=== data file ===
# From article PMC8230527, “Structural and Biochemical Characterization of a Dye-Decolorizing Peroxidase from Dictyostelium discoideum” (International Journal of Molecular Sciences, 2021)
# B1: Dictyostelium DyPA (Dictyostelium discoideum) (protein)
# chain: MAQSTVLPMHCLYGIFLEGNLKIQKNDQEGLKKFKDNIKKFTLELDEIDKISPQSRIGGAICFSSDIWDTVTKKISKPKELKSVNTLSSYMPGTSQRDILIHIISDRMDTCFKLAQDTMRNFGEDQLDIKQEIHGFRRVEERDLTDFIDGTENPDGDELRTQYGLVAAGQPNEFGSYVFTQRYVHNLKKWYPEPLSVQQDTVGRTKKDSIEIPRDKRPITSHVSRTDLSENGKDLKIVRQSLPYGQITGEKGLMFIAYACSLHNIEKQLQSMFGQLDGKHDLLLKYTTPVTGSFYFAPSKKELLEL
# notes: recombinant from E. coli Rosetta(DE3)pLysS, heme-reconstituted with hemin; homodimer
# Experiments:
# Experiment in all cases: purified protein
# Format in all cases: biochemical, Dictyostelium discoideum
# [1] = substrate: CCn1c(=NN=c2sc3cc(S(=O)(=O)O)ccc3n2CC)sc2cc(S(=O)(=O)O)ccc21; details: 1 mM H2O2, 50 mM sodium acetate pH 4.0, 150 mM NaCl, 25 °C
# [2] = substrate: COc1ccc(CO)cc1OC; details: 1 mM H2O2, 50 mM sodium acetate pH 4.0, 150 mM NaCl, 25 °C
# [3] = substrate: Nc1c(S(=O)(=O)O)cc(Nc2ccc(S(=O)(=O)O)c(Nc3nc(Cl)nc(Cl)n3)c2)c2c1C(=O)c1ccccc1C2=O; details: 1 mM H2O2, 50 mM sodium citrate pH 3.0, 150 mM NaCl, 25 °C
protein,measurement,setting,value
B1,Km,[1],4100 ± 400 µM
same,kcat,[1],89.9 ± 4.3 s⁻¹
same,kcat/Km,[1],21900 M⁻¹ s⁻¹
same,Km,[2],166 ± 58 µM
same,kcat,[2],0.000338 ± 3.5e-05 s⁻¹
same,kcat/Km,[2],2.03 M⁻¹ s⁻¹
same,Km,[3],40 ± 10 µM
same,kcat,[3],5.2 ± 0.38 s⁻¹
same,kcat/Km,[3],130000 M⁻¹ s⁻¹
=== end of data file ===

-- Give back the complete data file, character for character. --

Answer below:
# From article PMC8230527, “Structural and Biochemical Characterization of a Dye-Decolorizing Peroxidase from Dictyostelium discoideum” (International Journal of Molecular Sciences, 2021)
# B1: Dictyostelium DyPA (Dictyostelium discoideum) (protein)
# chain: MAQSTVLPMHCLYGIFLEGNLKIQKNDQEGLKKFKDNIKKFTLELDEIDKISPQSRIGGAICFSSDIWDTVTKKISKPKELKSVNTLSSYMPGTSQRDILIHIISDRMDTCFKLAQDTMRNFGEDQLDIKQEIHGFRRVEERDLTDFIDGTENPDGDELRTQYGLVAAGQPNEFGSYVFTQRYVHNLKKWYPEPLSVQQDTVGRTKKDSIEIPRDKRPITSHVSRTDLSENGKDLKIVRQSLPYGQITGEKGLMFIAYACSLHNIEKQLQSMFGQLDGKHDLLLKYTTPVTGSFYFAPSKKELLEL
# notes: recombinant from E. coli Rosetta(DE3)pLysS, heme-reconstituted with hemin; homodimer
# Experiments:
# Experiment in all cases: purified protein
# Format in all cases: biochemical, Dictyostelium discoideum
# [1] = substrate: CCn1c(=NN=c2sc3cc(S(=O)(=O)O)ccc3n2CC)sc2cc(S(=O)(=O)O)ccc21; details: 1 mM H2O2, 50 mM sodium acetate pH 4.0, 150 mM NaCl, 25 °C
# [2] = substrate: COc1ccc(CO)cc1OC; details: 1 mM H2O2, 50 mM sodium acetate pH 4.0, 150 mM NaCl, 25 °C
# [3] = substrate: Nc1c(S(=O)(=O)O)cc(Nc2ccc(S(=O)(=O)O)c(Nc3nc(Cl)nc(Cl)n3)c2)c2c1C(=O)c1ccccc1C2=O; details: 1 mM H2O2, 50 mM sodium citrate pH 3.0, 150 mM NaCl, 25 °C
protein,measurement,setting,value
B1,Km,[1],4100 ± 400 µM
same,kcat,[1],89.9 ± 4.3 s⁻¹
same,kcat/Km,[1],21900 M⁻¹ s⁻¹
same,Km,[2],166 ± 58 µM
same,kcat,[2],0.000338 ± 3.5e-05 s⁻¹
same,kcat/Km,[2],2.03 M⁻¹ s⁻¹
same,Km,[3],40 ± 10 µM
same,kcat,[3],5.2 ± 0.38 s⁻¹
same,kcat/Km,[3],130000 M⁻¹ s⁻¹